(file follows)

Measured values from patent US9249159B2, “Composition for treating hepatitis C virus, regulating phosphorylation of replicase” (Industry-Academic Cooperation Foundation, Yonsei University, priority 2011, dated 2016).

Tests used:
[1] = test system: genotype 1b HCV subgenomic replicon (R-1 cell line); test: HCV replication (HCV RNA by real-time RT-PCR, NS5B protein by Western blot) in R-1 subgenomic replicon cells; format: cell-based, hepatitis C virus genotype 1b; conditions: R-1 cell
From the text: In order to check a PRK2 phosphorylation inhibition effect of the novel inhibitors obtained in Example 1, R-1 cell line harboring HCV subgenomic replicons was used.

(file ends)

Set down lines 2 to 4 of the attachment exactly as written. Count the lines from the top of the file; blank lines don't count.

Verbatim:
Tests used:
[1] = test system: genotype 1b HCV subgenomic replicon (R-1 cell line); test: HCV replication (HCV RNA by real-time RT-PCR, NS5B protein by Western blot) in R-1 subgenomic replicon cells; format: cell-based, hepatitis C virus genotype 1b; conditions: R-1 cell
From the text: In order to check a PRK2 phosphorylation inhibition effect of the novel inhibitors obtained in Example 1, R-1 cell line harboring HCV subgenomic replicons was used.